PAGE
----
Pen Computing Issue #7

November/December 1995

Pen Lab Review

Casio DT-900

Vertical market handheld data collector

And yet another new pen product from the industrious people at Casio, where the success of US vertical market pen computer manufacturers Telxon, Symbol, and Norand apparently has not gone unnoticed. In the last issue of Pen Computing Magazine we featured Panasonic's anticipated entry into the hotly contested vertical pen market, the JT-900PT. Casio's answer is the innovative DT-9000 series of "handy terminals".
One difference is obvious right away: While the US "Big Three" offer 486-based processors and Windows capability in relatively pricey packages, Casio's dynamic duo is smaller yet (0.9 pounds with, 1.2 pounds with integrated printer), has a 14.4 MHz 8086-class processor, and feels more like a calculator than a computer. Yet, a computer it is, and a very versatile one at that. The unit is powered by a standard CR2032 Lithium Ion battery that lasts for approximately 8 hours of backlit operation (or 15,000 lines of continuous printing under normal conditions). The system measures 7.7 x 3.35 x 1.25 inches without and 9.5 x 3.35 x 1.25 inches with the fully integrated printer that can print at remarkable speeds of up to 29 lines per second without making a sound.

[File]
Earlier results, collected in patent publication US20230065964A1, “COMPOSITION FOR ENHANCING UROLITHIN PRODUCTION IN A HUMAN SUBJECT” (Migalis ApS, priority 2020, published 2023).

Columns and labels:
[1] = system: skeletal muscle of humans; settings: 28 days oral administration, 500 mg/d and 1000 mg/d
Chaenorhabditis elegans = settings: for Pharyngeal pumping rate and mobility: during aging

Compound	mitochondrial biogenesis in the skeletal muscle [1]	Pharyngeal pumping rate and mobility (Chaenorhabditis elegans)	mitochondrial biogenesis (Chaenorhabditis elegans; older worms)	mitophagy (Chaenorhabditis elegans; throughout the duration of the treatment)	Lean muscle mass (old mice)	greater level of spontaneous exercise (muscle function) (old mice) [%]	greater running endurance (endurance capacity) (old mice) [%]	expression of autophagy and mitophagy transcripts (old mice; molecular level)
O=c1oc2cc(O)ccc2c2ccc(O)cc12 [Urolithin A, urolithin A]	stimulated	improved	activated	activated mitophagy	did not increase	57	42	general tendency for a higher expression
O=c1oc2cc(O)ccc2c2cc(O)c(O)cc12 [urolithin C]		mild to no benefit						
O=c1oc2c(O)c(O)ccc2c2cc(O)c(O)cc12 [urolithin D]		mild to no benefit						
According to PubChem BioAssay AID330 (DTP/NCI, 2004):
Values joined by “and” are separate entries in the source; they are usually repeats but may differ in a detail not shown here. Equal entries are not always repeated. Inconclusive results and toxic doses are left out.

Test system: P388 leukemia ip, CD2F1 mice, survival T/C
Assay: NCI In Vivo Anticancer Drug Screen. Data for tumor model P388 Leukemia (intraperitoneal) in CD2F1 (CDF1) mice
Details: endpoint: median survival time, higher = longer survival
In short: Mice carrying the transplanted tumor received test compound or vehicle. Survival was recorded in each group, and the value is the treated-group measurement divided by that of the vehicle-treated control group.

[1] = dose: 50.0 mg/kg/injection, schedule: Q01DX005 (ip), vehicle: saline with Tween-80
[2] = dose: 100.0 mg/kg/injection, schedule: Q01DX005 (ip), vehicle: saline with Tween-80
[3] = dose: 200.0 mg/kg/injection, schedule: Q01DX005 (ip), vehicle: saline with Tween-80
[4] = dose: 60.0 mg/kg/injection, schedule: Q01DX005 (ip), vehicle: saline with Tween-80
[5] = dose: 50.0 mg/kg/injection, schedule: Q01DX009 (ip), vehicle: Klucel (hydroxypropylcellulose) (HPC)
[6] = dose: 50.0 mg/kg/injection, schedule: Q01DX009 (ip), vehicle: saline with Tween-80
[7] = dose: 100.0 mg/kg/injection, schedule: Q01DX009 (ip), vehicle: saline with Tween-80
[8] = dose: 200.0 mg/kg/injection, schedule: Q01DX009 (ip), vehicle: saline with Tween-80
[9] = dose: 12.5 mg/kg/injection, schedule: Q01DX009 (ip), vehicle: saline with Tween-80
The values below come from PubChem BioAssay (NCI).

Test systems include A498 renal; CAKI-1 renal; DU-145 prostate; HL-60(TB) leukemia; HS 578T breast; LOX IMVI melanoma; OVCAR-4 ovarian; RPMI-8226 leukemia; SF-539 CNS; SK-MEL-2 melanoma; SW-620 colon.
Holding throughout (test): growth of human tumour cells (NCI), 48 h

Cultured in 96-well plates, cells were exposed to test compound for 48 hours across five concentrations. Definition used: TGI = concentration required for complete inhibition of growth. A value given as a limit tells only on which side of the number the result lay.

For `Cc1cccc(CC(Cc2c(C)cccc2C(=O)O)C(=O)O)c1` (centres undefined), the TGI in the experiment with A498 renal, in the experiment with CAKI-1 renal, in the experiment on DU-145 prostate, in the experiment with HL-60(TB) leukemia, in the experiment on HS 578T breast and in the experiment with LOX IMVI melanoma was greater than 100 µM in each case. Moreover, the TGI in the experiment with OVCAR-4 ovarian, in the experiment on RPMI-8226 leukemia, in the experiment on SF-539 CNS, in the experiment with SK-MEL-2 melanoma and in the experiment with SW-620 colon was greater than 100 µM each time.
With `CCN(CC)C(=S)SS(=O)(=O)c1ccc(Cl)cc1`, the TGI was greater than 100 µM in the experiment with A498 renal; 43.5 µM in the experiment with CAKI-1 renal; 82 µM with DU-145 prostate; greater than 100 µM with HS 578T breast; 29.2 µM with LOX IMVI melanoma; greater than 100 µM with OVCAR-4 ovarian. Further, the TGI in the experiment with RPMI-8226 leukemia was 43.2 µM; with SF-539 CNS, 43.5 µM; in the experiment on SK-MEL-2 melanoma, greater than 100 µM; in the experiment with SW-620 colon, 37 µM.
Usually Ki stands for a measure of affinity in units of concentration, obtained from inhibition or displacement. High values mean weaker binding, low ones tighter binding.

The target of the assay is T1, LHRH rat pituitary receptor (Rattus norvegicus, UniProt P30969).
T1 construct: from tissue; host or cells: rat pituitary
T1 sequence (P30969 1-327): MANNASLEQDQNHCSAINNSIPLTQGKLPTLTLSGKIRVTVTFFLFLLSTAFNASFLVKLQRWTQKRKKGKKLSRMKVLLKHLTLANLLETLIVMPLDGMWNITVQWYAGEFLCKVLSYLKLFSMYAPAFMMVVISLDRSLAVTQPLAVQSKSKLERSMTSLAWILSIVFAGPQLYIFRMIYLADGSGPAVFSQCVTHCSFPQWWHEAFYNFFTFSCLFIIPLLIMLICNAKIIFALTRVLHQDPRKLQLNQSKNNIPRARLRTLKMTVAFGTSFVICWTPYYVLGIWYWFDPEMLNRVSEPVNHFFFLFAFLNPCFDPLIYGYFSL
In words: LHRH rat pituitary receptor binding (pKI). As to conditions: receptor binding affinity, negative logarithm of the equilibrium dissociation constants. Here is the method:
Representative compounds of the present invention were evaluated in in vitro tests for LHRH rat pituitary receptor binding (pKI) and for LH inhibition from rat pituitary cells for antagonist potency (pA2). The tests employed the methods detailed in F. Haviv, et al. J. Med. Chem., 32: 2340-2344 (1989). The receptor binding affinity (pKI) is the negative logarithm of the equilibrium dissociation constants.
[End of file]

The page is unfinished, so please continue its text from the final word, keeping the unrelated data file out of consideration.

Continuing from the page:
The DT-9000 comes in three varieties: one without printer, one with a 58mm printer and one with an 80 mm printer. The printers are not snapped on, they are an integral part of the unit. All versions have a small numerical keyboard with calculator-style keys, including a function key, and a long strap that connects to the bottom of the plastic case.
The DT-9000 has one PCMCIA Type II slot that can supply up to 350 milliamps (250 when the serial port is in use). There are also a round 9-pin and a jack-type 3-lead RS-232 connectors. The 4.5 x 2.5, 384 x 192 dot FSTN LCD screen is backlit and very readable.
Since it is designed for vertical market field use, the DT-9000 offers a variety of scanner options and also the DT-9060-IO docking station that contains a charger, a "modified ASK" infrared interface, and a miniature RS-232 connector. Casio expects the DT-9000 series to be available towards the end of 1995.